17 November

Charlottetown Looted, Governor Taken Prisoner

When the Revolutionary War broke out in 1775, the Americans invaded Canada, but very politely. General Philip Schuyler commanding troops from New York was ordered by Congress to "take possession of St. Jean, Montreal, and any other parts of the country . . . if General Schuyler finds that it is practicable and that it will not be disagreeable to the Canadians."

Later in the year, General George Washington heard that two ships had sailed from Britain with arms and supplies for Quebec. Two armed schooners, under Captains Broughton and Selman, were sent to patrol the Gulf of St. Lawrence. Their instructions were: "Should you meet with any vessel, the property of the inhabitants of Canada, not employed in any respect in the service of the ministerial army, you are to treat such vessel with all kindness, and by no means suffer them to be injured or molested."

Unfortunately Broughton and Selman were little better than pirates. Instead of patrolling the St. Lawrence, they spent three weeks capturing fishing vessels off the coast of Nova Scotia. Then they sailed for the Island of St. John (now Prince Edward Island) which they knew was unprotected. Arriving at Charlottetown on the morning of November 17, 1775, they rejected a friendly greeting by Acting Governor Phillips Callbeck, and took him prisoner. Then they looted stores and homes while searching for Mrs. Callbeck. She was the sister of a British admiral, and they were going to cut her throat. Fortunately Mrs. Callbeck had gone to a farm several miles inland.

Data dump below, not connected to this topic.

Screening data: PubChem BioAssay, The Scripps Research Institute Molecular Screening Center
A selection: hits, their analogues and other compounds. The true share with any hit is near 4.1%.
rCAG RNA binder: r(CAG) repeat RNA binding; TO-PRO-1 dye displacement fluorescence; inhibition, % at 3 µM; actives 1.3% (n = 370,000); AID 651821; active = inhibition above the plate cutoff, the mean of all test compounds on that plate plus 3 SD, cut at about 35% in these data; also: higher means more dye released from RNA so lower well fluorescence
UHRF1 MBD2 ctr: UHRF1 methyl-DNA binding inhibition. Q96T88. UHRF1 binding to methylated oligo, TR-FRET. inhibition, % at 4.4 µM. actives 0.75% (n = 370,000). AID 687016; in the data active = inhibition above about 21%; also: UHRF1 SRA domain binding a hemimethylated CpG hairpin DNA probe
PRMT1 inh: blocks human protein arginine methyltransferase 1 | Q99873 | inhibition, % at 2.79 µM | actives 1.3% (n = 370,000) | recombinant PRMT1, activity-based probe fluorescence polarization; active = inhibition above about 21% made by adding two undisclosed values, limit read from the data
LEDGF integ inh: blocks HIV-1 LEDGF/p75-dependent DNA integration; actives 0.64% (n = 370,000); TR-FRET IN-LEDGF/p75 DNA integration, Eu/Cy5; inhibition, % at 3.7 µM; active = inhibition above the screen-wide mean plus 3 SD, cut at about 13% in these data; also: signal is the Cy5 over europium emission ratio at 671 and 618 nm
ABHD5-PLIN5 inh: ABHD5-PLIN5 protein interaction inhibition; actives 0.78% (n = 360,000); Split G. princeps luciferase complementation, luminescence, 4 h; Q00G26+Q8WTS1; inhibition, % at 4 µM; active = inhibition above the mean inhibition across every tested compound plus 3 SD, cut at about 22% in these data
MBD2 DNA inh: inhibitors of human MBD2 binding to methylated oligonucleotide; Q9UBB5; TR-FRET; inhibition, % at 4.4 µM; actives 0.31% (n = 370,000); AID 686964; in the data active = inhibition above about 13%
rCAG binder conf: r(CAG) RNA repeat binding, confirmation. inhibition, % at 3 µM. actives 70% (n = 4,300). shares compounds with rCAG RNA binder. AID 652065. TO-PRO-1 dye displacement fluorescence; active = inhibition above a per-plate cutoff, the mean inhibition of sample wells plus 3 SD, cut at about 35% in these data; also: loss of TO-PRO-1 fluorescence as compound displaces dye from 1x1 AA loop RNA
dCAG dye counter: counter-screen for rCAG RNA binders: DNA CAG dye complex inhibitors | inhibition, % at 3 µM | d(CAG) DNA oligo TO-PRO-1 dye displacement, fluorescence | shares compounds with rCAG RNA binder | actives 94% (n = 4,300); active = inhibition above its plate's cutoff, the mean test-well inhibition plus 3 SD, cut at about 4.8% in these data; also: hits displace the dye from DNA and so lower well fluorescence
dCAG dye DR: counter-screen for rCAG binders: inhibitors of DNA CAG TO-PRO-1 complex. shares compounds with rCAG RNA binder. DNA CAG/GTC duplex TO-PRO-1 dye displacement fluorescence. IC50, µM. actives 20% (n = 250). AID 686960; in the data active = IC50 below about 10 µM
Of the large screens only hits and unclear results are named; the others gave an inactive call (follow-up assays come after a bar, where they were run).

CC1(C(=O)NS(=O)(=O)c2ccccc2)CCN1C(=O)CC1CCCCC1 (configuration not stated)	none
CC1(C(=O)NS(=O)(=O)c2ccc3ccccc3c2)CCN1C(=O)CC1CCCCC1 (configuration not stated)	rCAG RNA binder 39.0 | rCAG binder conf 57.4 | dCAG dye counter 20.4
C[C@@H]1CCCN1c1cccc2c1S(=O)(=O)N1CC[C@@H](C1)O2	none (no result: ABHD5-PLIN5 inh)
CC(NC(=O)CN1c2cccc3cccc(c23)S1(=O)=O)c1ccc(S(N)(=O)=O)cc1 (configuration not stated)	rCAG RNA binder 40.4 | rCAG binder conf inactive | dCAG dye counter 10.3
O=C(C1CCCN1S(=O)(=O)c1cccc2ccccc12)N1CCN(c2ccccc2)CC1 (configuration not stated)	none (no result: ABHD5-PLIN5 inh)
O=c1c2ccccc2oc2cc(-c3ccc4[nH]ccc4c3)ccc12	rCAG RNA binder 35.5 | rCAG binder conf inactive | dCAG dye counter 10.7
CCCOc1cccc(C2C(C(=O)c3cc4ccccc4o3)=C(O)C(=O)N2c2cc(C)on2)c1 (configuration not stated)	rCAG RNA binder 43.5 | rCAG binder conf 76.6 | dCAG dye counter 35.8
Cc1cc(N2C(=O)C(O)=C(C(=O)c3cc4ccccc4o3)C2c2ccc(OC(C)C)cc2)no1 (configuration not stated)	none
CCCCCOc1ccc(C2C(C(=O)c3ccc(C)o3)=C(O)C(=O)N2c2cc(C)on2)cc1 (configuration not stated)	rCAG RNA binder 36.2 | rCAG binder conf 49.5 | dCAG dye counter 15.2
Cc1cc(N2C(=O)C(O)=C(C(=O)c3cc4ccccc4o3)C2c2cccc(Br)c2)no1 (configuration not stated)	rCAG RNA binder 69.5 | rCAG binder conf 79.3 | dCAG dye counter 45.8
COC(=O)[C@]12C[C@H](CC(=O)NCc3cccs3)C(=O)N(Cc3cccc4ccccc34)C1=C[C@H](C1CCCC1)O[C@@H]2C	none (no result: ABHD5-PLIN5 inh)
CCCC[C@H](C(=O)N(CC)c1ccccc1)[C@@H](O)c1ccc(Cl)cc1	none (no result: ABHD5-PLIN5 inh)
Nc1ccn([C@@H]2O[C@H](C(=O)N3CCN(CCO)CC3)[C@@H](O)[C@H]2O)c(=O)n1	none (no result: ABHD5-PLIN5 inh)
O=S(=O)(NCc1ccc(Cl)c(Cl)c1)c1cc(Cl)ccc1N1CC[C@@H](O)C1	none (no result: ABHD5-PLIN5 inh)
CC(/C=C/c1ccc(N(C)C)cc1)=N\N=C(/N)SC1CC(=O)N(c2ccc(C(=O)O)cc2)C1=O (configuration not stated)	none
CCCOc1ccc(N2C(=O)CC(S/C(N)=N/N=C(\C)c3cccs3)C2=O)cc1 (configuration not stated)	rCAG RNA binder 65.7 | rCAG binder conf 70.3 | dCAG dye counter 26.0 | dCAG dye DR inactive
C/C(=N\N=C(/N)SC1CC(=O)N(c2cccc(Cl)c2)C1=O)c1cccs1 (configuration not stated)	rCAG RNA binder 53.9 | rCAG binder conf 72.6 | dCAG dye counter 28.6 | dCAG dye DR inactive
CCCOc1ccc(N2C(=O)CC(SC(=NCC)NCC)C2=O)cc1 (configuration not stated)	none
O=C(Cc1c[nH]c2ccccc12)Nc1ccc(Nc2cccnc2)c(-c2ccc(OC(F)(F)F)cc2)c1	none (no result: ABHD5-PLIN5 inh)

The prisoners were eventually taken to Cambridge, Massachusetts, the headquarters of the American Army. General Washington was furious with Captains Broughton and Selman, and made arrangements for the Canadians to get back to the Island of St. John. Later, Callbeck wrote to Washington thanking him for his kindness, but he also wrote to General Howe, commanding the British forces in New York: "These monsters, bloodthirsty, sought out Mrs. Callbeck for the purpose of cutting her throat . . . these brutal violators of domestic felicity have left her without a single glass of wine, without a candle to burn, or a sufficiency of provisions of the bread kind, most of the furniture of her house taken away and, for what I know, all her clothes."


17 November

-1623    A road to Upper Town was completed at Quebec.

-1815    The Chippewa Indians ceded 250,000 acres, now part of Simcoe County, Ontario.

-1856    The Grand Trunk Railway was completed between Guelph and Stratford, Ontario.

-1874    The Carnarvon terms were announced for settling a dispute between British Columbia and the Federal Government.

-1896    Sir Clifford Sifton was made Minister of the Department of the Interior (see November 27).

-1903    The Northwest Mounted Police occupied Herschel Island and raised the British flag.

             Silver was discovered at Cobalt, Ontario (see July 11).

-1959    The Soviet bloc in the United Nations agreed to the Canadian proposal to study the effect of radiation from atomic explosions.

-1960    The Honourable Lester B. Pearson was presented with the Medallion of Valour of the State of Israel for his -outstanding role in the deliberations of the United Nations which led to the judicious consideration of the differences between the State of Israel and the Arab nations."